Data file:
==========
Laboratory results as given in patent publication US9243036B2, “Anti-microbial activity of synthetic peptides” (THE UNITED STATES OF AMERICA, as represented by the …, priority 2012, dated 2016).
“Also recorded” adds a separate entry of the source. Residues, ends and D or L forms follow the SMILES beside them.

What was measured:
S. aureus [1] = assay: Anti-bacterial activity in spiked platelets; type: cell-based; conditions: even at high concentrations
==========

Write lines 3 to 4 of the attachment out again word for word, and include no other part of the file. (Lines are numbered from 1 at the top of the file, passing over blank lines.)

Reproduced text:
What was measured:
S. aureus [1] = assay: Anti-bacterial activity in spiked platelets; type: cell-based; conditions: even at high concentrations